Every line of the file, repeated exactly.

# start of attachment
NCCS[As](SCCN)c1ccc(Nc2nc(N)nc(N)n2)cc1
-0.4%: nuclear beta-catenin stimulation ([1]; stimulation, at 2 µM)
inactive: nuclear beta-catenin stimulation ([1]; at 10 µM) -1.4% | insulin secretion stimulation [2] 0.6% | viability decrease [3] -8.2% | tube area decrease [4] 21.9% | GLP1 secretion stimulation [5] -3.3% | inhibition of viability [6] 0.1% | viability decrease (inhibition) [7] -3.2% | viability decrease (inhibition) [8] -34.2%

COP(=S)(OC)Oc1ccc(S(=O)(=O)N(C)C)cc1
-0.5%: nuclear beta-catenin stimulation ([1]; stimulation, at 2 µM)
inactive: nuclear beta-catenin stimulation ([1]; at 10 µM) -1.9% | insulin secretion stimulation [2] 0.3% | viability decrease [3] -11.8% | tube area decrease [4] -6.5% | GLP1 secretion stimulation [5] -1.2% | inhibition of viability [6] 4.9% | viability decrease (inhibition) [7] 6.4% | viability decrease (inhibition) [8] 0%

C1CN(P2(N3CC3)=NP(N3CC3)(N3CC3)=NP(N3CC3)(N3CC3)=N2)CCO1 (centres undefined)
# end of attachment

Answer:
NCCS[As](SCCN)c1ccc(Nc2nc(N)nc(N)n2)cc1
-0.4%: nuclear beta-catenin stimulation ([1]; stimulation, at 2 µM)
inactive: nuclear beta-catenin stimulation ([1]; at 10 µM) -1.4% | insulin secretion stimulation [2] 0.6% | viability decrease [3] -8.2% | tube area decrease [4] 21.9% | GLP1 secretion stimulation [5] -3.3% | inhibition of viability [6] 0.1% | viability decrease (inhibition) [7] -3.2% | viability decrease (inhibition) [8] -34.2%

COP(=S)(OC)Oc1ccc(S(=O)(=O)N(C)C)cc1
-0.5%: nuclear beta-catenin stimulation ([1]; stimulation, at 2 µM)
inactive: nuclear beta-catenin stimulation ([1]; at 10 µM) -1.9% | insulin secretion stimulation [2] 0.3% | viability decrease [3] -11.8% | tube area decrease [4] -6.5% | GLP1 secretion stimulation [5] -1.2% | inhibition of viability [6] 4.9% | viability decrease (inhibition) [7] 6.4% | viability decrease (inhibition) [8] 0%

C1CN(P2(N3CC3)=NP(N3CC3)(N3CC3)=NP(N3CC3)(N3CC3)=N2)CCO1 (centres undefined)